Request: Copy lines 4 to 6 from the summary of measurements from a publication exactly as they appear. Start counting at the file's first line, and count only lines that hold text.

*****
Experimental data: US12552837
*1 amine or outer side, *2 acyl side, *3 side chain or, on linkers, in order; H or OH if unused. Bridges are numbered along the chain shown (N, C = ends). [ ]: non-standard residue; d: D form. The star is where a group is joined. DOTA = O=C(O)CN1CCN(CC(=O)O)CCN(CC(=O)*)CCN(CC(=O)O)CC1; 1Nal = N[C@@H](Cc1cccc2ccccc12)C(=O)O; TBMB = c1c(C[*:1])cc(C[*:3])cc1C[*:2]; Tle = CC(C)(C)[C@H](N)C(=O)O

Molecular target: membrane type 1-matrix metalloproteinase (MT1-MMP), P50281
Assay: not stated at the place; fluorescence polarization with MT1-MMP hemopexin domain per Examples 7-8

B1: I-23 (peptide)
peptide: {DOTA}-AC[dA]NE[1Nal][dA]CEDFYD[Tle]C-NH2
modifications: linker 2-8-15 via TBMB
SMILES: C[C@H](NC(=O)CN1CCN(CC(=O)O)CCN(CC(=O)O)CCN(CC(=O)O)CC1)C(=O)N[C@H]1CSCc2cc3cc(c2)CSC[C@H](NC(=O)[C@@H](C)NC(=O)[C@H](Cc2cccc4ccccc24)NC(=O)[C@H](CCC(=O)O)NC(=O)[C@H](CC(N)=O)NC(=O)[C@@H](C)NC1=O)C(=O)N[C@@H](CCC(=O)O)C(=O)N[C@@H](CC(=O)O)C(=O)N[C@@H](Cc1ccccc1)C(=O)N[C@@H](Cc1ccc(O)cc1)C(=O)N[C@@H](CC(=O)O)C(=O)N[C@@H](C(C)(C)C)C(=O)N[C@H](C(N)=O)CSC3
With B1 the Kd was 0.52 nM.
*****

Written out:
Assay: not stated at the place; fluorescence polarization with MT1-MMP hemopexin domain per Examples 7-8

B1: I-23 (peptide)
peptide: {DOTA}-AC[dA]NE[1Nal][dA]CEDFYD[Tle]C-NH2